It is pleasant walking in the woods now when the sun is just coming out & shining on the woods freshly covered with snow— At a distance the oak woods look very venerable—a fine hale wintry aspect things wear—and the pines also snowed up even suggest comfort.


Where the boughs cross each other much snow is caught—which now in all woods is gradually tumbling down—

December 20, 1840

 in Thoreau’s Journal:

My home is as much of nature as my heart embraces. If I only warm my house, then is that only my home. But if I sympathize with the heats and colds, the sounds and silence of nature, and share the respose and equanimity that reign around me in the fields,


then are they my house, as much as if the kettle sang and fagots crackled, and the clock ticked on the wall.

December 18, 1859

 in Thoreau’s Journal:

Apples are thawed now, and are very good. Their juice is the best kind of bottled cider that I know.


They are all good in this state, and your jaws are the cider press.

December 17, 1851

in Thoreau’s Journal:

The winter morning is the time to see in perfection the woods and shrubs wearing their snowy and frosty dress….The trees wear their morning burden but coarsely after midday and it no longer expresses the character of the tree…..


You wander zigzag through the aisles of the wood, where stillness and twilight reign.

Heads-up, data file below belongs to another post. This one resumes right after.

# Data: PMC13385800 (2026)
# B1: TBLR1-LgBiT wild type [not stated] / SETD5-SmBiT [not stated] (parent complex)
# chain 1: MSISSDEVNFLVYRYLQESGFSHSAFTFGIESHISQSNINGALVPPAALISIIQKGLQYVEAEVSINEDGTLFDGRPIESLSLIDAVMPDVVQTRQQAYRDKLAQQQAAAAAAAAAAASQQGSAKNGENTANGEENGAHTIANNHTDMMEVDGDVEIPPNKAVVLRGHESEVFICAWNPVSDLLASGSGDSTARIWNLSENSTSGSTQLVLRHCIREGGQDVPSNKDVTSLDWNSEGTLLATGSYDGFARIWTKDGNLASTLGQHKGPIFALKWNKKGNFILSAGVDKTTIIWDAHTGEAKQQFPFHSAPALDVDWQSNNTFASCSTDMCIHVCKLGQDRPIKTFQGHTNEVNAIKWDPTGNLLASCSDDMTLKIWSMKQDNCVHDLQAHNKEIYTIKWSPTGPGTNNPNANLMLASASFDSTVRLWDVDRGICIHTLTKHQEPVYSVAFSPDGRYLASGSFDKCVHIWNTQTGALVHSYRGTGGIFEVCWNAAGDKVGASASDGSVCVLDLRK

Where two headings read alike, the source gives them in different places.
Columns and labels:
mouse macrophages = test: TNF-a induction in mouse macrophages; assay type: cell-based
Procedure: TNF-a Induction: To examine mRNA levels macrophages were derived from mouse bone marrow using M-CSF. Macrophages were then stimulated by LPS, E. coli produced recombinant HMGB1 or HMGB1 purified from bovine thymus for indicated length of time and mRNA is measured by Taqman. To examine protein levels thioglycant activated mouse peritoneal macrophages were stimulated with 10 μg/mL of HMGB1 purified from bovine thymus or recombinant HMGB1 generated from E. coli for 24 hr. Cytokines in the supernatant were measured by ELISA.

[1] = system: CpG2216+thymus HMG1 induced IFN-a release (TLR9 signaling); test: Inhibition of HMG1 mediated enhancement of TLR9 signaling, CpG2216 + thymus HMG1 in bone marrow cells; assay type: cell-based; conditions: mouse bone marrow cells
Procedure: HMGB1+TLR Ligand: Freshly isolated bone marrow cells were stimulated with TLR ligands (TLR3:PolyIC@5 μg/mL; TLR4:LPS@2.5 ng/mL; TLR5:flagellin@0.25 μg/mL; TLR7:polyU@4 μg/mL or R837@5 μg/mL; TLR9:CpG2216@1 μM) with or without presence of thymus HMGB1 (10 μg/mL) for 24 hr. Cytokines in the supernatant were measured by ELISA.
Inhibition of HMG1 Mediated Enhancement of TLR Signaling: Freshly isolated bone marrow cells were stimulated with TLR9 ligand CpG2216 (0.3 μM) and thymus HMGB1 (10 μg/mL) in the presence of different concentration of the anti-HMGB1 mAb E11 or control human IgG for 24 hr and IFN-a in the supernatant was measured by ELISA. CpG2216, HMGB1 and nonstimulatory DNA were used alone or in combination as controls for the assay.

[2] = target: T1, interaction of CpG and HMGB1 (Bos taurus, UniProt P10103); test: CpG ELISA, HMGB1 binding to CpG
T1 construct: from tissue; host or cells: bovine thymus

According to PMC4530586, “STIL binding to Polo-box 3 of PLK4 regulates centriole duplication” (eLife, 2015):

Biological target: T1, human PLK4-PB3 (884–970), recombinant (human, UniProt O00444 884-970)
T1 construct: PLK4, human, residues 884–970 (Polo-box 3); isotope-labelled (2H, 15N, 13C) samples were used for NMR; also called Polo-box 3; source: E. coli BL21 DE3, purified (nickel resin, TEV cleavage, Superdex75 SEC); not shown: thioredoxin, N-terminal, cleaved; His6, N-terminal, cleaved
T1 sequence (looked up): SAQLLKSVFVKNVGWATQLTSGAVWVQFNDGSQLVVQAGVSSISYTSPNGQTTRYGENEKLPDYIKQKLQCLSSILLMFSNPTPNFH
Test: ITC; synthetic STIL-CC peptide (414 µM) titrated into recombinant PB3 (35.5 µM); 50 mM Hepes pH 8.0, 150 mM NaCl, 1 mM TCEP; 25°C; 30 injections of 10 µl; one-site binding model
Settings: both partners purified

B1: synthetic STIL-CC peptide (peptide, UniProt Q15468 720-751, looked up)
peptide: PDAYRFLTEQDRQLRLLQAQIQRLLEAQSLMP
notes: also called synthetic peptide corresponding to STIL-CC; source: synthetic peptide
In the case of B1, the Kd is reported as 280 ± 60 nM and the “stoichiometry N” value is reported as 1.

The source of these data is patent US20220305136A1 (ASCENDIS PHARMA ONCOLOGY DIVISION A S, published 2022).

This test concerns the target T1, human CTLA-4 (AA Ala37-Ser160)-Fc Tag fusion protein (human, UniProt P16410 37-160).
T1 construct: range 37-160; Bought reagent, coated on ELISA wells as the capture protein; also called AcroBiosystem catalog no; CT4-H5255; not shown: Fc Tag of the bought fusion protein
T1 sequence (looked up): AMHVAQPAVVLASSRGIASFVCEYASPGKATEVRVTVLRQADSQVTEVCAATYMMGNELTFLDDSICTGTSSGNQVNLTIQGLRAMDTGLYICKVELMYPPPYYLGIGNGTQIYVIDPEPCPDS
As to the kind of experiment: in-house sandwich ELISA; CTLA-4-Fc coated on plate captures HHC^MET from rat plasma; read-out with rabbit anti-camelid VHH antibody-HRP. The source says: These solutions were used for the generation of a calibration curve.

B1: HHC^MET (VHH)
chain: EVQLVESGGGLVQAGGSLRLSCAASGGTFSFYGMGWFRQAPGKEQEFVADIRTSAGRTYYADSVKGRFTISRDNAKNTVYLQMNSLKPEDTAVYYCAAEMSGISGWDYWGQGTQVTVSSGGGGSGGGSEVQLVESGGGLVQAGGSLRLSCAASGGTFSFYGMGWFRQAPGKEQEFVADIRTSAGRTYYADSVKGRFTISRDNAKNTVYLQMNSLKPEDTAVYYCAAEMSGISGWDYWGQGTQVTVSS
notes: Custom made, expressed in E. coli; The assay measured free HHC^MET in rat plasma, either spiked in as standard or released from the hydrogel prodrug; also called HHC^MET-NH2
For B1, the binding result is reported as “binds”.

December 16, 1837

in Thoreau’s Journal:

How indispensable to a correct study of Nature is a perception of her true meaning. The fact will one day flower out into a truth. The season will mature and fructify what the understanding had cultivated.


December 15, 1856

 in Thoreau’s Journal:

I still recall that characteristic winter evening of December 9th: The cold, dry, and wholesome diet my mind and senses necessarily fed on,



—oak leaves, bleached and withered weeds that rose above the snow, the now dark green of pines, and perchance the faint metallic chip of a single tree sparrow; the hushed stillness of the wood at sundown, aye, all the winter day, the short boreal twilight, the smooth serenity and the reflections of the pond, still free from ice; the melodious hooting of the owl….

December 13, 1859

in Thoreau’s Journal:

….the melon-rind arrangement of the clouds, really parallel columns of fine mackerel sky reaching quite across the heavens from west to east, with clear intervals of blue sky; and a fine-grained vapor like spun glass extending in the same direction beneath the former….But how long can a man be in a mood to watch the heavens?


….What a spectacle the subtle vapors that have their habitation in the sky present these winter days! You have not only unvarying forms of a given type of cloud, but various types at different heights or hours. It is a scene, for variety, for beauty and grandeur, out of all proportion to the attention it gets. Who watched the forms of the clouds over this part of the earth a thousand years ago? who watches them to-day?

December 12, 1859

 in Thoreau’s Journal:


If in the winter there are fewer men in the fields and woods, — as in the country generally, — you see the tracks of those who had preceded you, and so are more reminded of them than in summer.